Marketing really comes down to driving mass traffic to the house. And there’s three decent ways to do that. The first is Craigslist ads. Second will be Facebook ads. You’ll have to do paid ads, or you can do the buy and sell trade groups that are local to that area. Our best have been signs on the side of the road, that’s an open house, owner financing, must sell, a little bit about the house, and then we’ll have a phone number that’s a dead end voicemail. And that voicemail will give them directions to the house, along with the basics on the house, and the terms of the owner financing. It’s not uncommon once we put signs out to have maybe 200 or 300 calls in one weekend for one house. At that point, you almost get to pick your buyer.
I’m a big believer in the mentor-mentee relationship. Because without the mentors that I’ve had in my life, I never would have been able to accomplish anything near what I’ve been able to. And with that, I really think that there’s a lot of misinformation that’s out there in the real estate market, especially when it comes to investing. And it’s just amazing to me that people really think it might be real. I mean, I’m the last person to tell you that you can buy and sell houses from your bathroom, without going and talking to anyone, with no money. That’s just not real, right?
I’ve become the tell you the truth guy, which a lot of people caution me against like, “You’re not gonna be able to create a coaching business doing that.” It’s like, well, I don’t care, right? I’m putting the information out there that’s correct and truthful. And the people that it resonates with, it resonates with. But at the end of the day, the mentoring business is not going to be anything like my real estate businesses anyway. It’s a hobby; I enjoy it. I’m going to have mentees across the country that are doing exceptional things.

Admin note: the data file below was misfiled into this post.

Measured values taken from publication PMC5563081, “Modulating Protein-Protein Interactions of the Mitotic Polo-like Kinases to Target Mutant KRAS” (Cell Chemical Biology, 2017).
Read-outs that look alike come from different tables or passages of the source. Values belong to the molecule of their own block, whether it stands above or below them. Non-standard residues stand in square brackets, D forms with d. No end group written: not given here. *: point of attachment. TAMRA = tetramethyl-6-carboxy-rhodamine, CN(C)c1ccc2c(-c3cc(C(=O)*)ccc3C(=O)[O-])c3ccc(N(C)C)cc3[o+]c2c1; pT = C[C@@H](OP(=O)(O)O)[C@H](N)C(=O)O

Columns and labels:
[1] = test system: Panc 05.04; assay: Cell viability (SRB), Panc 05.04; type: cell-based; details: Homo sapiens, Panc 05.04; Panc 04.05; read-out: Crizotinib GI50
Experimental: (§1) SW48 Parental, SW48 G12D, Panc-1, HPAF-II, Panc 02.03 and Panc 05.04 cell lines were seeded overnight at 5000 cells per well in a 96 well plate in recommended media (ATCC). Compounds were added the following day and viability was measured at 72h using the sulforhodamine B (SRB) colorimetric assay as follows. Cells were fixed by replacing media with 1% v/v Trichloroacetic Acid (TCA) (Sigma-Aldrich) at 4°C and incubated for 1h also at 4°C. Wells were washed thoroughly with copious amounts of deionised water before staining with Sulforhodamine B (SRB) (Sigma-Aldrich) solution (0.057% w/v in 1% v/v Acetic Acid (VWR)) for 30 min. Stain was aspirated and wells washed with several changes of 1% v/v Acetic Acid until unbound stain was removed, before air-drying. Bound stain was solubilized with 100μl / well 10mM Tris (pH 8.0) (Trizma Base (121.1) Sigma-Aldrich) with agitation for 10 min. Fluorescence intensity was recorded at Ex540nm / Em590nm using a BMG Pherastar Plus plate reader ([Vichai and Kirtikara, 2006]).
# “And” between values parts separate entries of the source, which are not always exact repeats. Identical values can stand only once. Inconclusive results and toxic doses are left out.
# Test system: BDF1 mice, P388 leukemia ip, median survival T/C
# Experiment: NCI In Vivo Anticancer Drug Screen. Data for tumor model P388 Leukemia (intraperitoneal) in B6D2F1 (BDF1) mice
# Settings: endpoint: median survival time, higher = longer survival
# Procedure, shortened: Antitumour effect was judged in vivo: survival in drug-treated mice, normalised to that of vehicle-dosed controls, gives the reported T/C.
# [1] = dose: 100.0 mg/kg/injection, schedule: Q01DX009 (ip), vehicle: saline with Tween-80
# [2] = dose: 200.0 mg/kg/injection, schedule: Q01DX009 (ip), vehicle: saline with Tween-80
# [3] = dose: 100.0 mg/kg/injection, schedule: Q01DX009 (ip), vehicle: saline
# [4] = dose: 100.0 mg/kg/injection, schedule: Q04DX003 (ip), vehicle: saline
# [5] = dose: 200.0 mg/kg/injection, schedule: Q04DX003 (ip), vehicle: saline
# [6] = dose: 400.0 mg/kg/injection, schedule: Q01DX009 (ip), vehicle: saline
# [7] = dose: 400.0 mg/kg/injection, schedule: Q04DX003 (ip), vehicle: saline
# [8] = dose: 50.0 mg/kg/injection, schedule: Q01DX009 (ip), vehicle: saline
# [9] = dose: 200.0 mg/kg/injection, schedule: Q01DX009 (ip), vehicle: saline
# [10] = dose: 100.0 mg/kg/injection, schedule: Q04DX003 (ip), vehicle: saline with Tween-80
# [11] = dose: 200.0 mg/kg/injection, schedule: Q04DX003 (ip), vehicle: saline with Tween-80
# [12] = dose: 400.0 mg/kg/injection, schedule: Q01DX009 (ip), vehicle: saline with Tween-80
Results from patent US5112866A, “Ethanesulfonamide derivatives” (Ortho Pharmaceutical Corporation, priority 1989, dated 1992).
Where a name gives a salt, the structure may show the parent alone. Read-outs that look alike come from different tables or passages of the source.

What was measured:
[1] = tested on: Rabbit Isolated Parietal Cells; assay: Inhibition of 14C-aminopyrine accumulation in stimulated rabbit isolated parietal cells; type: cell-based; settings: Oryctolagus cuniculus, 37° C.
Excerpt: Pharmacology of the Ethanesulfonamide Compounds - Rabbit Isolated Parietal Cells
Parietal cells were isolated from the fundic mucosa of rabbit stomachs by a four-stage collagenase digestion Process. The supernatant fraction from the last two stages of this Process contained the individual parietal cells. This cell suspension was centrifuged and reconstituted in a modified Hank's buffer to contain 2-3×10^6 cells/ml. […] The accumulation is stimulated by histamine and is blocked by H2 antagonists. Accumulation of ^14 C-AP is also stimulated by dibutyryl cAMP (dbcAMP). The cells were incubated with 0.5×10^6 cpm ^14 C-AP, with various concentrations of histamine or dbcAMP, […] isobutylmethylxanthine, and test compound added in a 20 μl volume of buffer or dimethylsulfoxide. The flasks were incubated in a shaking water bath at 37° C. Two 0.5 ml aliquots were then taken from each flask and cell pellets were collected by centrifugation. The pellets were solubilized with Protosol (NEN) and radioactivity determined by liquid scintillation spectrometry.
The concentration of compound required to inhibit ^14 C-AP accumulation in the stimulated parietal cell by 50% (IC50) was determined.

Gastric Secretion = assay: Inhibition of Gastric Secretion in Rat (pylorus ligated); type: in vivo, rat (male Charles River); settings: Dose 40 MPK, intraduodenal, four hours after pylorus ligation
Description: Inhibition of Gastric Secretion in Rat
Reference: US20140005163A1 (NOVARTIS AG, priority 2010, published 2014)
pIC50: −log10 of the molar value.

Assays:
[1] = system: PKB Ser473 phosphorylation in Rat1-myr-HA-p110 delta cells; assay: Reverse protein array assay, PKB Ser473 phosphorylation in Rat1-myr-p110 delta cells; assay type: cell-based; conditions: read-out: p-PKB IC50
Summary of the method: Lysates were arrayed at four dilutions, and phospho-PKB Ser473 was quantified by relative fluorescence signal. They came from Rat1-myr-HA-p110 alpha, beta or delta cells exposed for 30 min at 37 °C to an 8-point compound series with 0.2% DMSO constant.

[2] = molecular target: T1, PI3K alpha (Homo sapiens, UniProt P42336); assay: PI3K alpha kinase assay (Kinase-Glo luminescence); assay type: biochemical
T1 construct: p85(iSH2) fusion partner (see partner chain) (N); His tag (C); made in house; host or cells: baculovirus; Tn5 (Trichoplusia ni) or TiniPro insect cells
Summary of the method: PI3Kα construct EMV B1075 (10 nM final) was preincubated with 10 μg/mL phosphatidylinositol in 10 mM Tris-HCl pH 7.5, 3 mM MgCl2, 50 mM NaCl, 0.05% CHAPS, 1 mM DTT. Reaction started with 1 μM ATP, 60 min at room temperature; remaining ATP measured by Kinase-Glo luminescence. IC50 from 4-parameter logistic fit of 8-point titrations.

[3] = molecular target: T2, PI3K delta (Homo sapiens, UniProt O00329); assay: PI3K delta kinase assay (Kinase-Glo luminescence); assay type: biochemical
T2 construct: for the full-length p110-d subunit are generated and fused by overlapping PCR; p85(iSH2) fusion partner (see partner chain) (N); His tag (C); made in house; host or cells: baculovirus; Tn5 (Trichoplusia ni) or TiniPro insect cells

One of my guys is in Denver, and he had two coaches before me. And his first six months he had $400,000 in equity position, and three or four transactions, I don’t remember. And all those he bought were simple, from understanding the negotiation platform. So it’s just a lot of fun. And I really enjoy it and also have the podcast investor creator to teach it as well.
In a lot of our transactions, we’re getting some form of owner financing whenever we buy. So your best deals are going to be deals where you get a good price, yes. But you also get great terms. And all cash at closing is not a great term. So on all of his transactions, his name is Tom, and he’s in the Denver market. On all of his transactions, he saved people from foreclosure, which was something that he was really had a heart for. He had a heart for those people. But he also got owner financing, where they gave him the title. And he continued to make payments on their loans until he’s selling these houses. So he picked up a $400,000 equity position across his transactions to save these people from foreclosure. So it was a win-win in every way.